“The judgment records Malaysiakini as in contempt, which in itself is quite a strong thing. However if this noble court considers a need to go further, obviously because it’s a company, would have to be a fine, I would ask My Lords and My Ladies to consider a nominal fee.
“I would think something in RM20,000 to RM30,000 would be a fair sum to reflect the displeasure of the courts, but at the same time show the compassion of the court with respect to the fact that this case is the first of its case,” he said.
Imtiaz further asked for the Federal Court to allow for two or three working days for such a fine to be paid, due to the next two days being the weekend.
“I would urge my Ladies and My Lords to see the fact that the judgment itself will go a long way in addressing the state of affairs,” he said.
In asking for a nominal fine, Imtiaz had also highlighted Malaysiakini’s unreserved apology in previous documents submitted to the court, where the news outlet and its editor-in-chief having stated: “The respondents regret the tone and tenor of the comments and unreservedly apologises to this honourable court and the judiciary as a whole for having unwittingly allowed for their airing. Neither of us had any intention of scandalising or undermining the judiciary in any manner whatsoever.”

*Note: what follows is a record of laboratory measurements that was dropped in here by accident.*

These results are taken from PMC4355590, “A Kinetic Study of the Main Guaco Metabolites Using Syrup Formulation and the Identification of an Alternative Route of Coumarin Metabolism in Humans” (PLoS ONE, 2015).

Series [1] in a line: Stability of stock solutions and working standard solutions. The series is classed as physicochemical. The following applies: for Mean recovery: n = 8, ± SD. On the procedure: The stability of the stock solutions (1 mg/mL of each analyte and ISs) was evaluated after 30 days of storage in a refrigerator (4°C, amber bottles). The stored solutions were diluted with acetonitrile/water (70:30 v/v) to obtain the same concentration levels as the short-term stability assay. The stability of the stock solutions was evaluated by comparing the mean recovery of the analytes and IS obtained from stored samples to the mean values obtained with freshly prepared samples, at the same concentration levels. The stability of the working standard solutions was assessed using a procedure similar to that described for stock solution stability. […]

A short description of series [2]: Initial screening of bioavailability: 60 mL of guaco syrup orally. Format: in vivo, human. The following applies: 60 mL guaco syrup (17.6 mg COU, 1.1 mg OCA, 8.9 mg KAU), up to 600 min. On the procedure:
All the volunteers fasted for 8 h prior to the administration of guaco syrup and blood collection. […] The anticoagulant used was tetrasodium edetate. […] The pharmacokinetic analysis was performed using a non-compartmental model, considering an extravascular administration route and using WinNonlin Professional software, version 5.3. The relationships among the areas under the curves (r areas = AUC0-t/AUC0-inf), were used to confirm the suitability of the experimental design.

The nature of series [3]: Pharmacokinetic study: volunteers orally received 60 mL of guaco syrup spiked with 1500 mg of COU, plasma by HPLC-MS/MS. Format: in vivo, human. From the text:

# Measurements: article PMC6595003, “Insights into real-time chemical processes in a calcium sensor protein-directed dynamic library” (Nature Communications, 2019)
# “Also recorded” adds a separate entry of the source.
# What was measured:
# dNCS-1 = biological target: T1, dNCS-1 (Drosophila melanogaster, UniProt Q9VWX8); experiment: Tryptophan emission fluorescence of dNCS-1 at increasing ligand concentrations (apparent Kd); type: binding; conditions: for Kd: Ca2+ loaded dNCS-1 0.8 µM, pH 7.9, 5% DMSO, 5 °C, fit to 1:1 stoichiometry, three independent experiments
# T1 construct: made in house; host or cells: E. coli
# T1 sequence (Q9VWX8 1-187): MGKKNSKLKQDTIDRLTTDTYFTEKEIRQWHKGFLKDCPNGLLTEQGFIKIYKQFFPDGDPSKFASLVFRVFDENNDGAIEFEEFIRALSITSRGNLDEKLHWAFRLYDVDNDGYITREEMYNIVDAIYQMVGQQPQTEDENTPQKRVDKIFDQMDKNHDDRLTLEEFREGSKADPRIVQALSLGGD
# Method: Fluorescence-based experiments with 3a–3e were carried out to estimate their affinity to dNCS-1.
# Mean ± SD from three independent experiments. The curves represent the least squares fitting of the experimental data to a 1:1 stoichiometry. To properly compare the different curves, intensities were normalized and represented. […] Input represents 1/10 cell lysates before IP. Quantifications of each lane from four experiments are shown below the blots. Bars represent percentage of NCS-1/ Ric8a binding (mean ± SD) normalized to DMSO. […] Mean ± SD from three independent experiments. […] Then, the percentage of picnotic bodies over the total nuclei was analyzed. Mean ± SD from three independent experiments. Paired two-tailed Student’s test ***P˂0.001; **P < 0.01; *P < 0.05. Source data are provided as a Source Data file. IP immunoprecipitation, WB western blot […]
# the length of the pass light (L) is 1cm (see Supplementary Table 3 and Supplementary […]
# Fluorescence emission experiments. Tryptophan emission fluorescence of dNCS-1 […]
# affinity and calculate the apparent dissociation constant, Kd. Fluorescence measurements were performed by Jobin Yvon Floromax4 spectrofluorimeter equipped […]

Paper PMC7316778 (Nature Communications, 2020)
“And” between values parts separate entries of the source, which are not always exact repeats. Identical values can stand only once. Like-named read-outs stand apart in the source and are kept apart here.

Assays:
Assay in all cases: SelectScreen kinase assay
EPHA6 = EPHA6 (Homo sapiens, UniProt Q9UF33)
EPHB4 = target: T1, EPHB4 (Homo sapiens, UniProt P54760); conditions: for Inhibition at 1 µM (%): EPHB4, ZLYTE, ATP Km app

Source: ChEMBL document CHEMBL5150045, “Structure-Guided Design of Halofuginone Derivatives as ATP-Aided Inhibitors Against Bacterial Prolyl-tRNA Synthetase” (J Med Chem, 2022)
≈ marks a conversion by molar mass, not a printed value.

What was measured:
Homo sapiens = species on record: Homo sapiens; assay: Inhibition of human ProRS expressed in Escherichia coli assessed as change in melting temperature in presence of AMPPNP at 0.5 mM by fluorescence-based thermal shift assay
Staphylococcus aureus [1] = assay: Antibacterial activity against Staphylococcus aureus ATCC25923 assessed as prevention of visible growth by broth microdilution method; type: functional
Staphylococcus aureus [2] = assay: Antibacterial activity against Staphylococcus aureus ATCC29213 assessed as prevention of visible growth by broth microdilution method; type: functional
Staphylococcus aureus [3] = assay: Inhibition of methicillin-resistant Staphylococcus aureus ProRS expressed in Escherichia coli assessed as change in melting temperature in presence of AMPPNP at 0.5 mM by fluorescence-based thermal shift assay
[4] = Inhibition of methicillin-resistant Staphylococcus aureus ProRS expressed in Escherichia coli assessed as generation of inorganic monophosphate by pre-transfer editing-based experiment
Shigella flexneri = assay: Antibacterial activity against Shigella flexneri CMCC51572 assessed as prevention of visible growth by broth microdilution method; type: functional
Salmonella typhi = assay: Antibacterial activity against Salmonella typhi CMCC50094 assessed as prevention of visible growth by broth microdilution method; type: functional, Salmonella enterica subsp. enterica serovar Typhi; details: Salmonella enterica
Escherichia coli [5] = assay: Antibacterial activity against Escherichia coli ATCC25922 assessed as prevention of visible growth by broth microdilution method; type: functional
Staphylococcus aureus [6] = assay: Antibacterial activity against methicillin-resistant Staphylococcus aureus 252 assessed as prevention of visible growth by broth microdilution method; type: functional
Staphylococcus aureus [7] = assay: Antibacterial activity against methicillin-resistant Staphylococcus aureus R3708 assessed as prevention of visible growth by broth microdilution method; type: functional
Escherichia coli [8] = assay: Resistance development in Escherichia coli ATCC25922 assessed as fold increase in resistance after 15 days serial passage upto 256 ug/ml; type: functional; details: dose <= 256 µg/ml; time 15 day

Premesh Chandran, the CEO of Malaysiakini who also attended court today as a representative, also verbally addressed the Federal Court’s seven-judge panel briefly to reiterate the news outlet’s apology: “I unreservedly apologise to the court for the comments published.”
Among other things, Imtiaz also highlighted to the judges that Malaysiakini had cooperated throughout the entire incident, including immediately accepting that the readers’ comments brought to its attention were contemptuous and without arguing otherwise, while also providing evidence that would assist the Federal Court and approaching court proceedings “with candour and without any intention to avoid liabilities on technicalities”.
However, senior federal counsel Suzana Atan pressed for a higher sum of fine to be meted out on Malaysiakini.
“My Ladies, My Lord, although we acknowledge that the first respondent (Malaysiakini), there was an expression of regret from the first respondent but we believe it has to be balanced with the failure to assume responsibility, being an online portal which facilitates comments being made on the portal.